German IS bride jailed in one of world's first trials for war crimes against Yazidis

October 25, 2021
This file photo shows several thousand people marching in a major demonstration organized by Germany's Yazidi community in the town of Bielefeld.
This file photo shows several thousand people marching in a major demonstration organized by Germany's Yazidi community in the town of Bielefeld.

MUNICH — A German woman and former member of the self-proclaimed Islamic State (IS) group was given on Monday a 10-year prison sentence by a Munich court for letting a Yazidi girl enslaved in Iraq die of thirst.

The landmark case was one of the first trials in the world to prosecute a war crime against the Yazidis, a Kurdish-speaking minority persecuted and enslaved by jihadists in Iraq and in Syria.

An estimated 10,000 Yazidi people were killed in northern Iraq in the mass atrocities. About 7,000 Yazidi women and girls, some as young as nine, were enslaved and forcibly transferred to locations in Iraq and eastern Syria.

Jennifer Wenisch, 30, accused of war crimes and murder, could have been given life imprisonment.

According to media reports, Wenisch converted to Islam in 2013 and joined IS in Iraq the following year.

She was recruited in 2015 by IS morality police, patrolling the streets of Fallujah and Mosul to ensure respect for the jihadist group's dress code and public behaviour.

German prosecutors say Wenisch and her IS husband "purchased" a Yazidi woman and her 5-year old child as household "slaves" in Mosul in 2015.

"After the girl fell ill and wet her mattress, the husband of the accused chained her up outside as punishment and let the child die an agonising death of thirst in the scorching heat," prosecutors said.

Wenisch's husband, Taha al-Jumailly, is also facing a separate trial in Frankfurt with a verdict due in late November.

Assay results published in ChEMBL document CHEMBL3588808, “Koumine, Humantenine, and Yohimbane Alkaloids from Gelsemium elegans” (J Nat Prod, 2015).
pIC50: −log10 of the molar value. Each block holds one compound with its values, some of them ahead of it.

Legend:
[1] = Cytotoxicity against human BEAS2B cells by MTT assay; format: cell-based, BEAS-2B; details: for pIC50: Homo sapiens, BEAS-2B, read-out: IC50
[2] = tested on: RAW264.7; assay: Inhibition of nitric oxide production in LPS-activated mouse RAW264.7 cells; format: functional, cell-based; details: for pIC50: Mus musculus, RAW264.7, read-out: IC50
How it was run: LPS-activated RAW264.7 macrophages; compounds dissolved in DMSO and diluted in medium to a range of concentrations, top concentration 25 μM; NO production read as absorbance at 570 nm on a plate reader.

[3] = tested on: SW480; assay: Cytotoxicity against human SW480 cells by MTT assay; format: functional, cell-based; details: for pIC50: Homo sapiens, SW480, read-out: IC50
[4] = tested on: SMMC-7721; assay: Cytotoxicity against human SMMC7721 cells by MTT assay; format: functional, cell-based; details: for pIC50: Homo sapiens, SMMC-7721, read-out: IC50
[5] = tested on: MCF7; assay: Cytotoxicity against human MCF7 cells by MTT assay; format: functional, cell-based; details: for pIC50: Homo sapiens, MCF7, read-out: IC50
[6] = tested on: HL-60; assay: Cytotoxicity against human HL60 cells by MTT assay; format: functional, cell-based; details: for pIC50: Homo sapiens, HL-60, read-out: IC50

Wenisch said she was "afraid" that her husband would "push her or lock her up" if she intervened to save the girl.

The girl's mother, Nora T., continued to be held captive by the couple after her daughter died. She testified at the trial of the tortures inflicted on her child.

But the defence has questioned her testimony and claimed there was no proof that the girl, who was taken to hospital after the incident, actually died.

German newspaper Sueddeutsche Zeitung reported that Wenisch claimed she was being "made an example of for everything that has happened under IS".

Wenisch was arrested by Turkish security services in January 2016 in Ankara and then extradited to Germany.

But she was not taken into custody until June 2018, when she got arrested while trying to reach the territories that IS still controlled in Syria with her two-year-old daughter

During the journey, she told her driver about her life in Iraq. The latter was actually an FBI informant who drove her in a car equipped with microphones. The prosecution used these tapes to indict her.

Germany has prosecuted several German and foreign nationals for war crimes and crimes against humanity committed abroad. Courts used the principle of universal jurisdiction which allows crimes to be prosecuted even if they were carried out in a foreign country.

In November 2020, a German woman identified as Nurten J. was charged with crimes against humanity allegedly committed while she was living in Syria as a member of IS.

In October 2020, the German-Tunisian wife of a rapper-turned-jihadist was convicted to three-and-a-half years in prison for her role in the enslavement of a Yazidi girl in Syria. — Agencies

October 25, 2021
8 hours ago

Workers with HIV-AIDS continue to face stigma, discrimination: ILO

8 hours ago

Series of appalling deadly attacks on displaced people in DR Congo

9 hours ago

COVID-19: WHO’s Tedros criticizes ‘blunt’ Omicron measures